Articles

Allocation of fisheries resources

The point of departure for an individual vessel quota is a TAC (Total Allowable Catch) or total quota that Norway negotiates with other countries on an individual stock. 

Last changed: 07. May 2013

No borders under water

"There are no borders under water," a famous submarine captain stated a few years ago. And that's quite true when it comes to fisheries management in our waters. Norway shares almost all fish with other countries, and they swim in and out of the various countries' zones. 

Last changed: 07. May 2013

Norwegian fisheries management – does it work?

It is a recognized fact that the world's fish resources are not being managed in a sustainable manner.

Last changed: 07. May 2013

The coast is yours

Public rights is a well established principle of access to and use of nature in Norway. This also applies to the sea.

Last changed: 07. May 2013

Illegal fishing - can it be stopped?

Illegal, unreported and unregulated fishing, known as IUU fishing is a significant global problem. Tens of thousands of fishing vessels are engaged in illegal fishing or fishing on stocks that are not regulated or reported. IUU fishing is the greatest threat to fish stocks in the world today.

Last changed: 07. May 2013

The great seafood nation

Fishing has been an important industry for Norway since time immemorial. Exceptionally good natural conditions, good management and skilled industry practitioners makes Norway Europe's largest fisheries and aquaculture nation. With the right measures, we may harvest the sea and coast into eternity.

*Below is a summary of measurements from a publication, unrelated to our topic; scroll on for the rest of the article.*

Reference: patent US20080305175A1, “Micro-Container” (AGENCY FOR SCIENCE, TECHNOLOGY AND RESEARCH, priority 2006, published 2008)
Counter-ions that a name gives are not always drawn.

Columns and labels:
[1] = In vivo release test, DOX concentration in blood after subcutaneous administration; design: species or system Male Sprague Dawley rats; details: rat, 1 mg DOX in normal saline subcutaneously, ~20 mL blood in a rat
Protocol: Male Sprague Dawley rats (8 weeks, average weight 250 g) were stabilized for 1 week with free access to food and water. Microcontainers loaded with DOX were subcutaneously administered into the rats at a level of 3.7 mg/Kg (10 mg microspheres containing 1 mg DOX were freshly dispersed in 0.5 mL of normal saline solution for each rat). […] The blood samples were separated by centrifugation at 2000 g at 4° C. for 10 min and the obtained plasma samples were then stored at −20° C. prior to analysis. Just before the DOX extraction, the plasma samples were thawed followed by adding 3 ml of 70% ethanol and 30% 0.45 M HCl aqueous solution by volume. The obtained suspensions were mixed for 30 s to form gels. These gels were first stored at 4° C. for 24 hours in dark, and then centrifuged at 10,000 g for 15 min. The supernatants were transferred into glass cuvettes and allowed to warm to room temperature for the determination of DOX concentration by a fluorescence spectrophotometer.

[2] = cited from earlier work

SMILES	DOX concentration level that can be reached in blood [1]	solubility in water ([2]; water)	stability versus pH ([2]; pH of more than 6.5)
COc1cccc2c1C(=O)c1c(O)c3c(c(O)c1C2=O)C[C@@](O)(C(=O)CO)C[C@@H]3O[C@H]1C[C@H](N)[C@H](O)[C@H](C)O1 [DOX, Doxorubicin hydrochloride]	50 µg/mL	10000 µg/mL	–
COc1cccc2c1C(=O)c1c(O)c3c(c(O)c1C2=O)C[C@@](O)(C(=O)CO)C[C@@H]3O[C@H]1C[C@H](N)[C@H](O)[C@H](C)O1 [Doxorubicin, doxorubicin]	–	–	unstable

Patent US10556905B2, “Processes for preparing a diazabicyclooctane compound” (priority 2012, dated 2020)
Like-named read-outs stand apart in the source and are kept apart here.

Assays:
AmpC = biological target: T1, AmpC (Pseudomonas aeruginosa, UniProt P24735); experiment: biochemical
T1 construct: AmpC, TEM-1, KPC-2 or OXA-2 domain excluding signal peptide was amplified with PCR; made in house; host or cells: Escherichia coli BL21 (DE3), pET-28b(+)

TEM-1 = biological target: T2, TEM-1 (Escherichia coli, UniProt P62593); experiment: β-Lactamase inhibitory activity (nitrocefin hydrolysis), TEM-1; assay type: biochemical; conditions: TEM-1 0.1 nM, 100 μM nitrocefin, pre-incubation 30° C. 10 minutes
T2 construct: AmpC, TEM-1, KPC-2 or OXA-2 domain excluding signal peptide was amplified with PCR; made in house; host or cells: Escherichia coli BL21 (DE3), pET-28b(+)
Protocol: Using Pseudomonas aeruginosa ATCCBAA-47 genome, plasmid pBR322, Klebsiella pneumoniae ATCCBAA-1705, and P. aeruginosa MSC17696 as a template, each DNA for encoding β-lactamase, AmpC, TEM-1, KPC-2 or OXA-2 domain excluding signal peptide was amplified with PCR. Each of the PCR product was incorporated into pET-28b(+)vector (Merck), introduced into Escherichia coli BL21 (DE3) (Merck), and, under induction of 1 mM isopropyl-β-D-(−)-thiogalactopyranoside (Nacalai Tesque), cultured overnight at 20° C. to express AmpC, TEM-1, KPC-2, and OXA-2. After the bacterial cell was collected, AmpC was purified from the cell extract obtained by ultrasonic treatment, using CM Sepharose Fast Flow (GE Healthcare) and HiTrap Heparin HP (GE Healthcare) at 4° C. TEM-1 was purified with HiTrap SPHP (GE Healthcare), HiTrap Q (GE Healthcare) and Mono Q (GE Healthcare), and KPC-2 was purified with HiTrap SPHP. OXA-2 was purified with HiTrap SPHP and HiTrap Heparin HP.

Last changed: 07. May 2013

The competition for the sea

Norway has the world's second-longest coastline, and manages an ocean area that is more than six times larger than mainland Norway. Nevertheless, different desires and needs for use of the sea may give rise to conflicts.

Last changed: 07. May 2013

Much has been done, new action being considered

Over the past 20–30 years, Norway has done a great deal to reduce discharges of nutrients from agriculture, municipal waste water treatment and industry. Similar steps have been taken in much of the rest of Europe, and these also benefit Norway.

Last changed: 02. April 2013

Important sources: fish farming, agriculture and waste water

Norwegian coastal waters can be divided into four main areas: the Skagerrak, the North Sea, the Norwegian Sea and the Barents Sea, with different levels of nutrient inputs.

Last changed: 02. April 2013

Eutrophication still a serious concern

Eutrophication in coastal waters and fjords in Norway is caused by discharges of nutrients from fish farming, runoff from agricultural areas, and inputs from industry and municipal waste water treatment. 

Last changed: 02. April 2013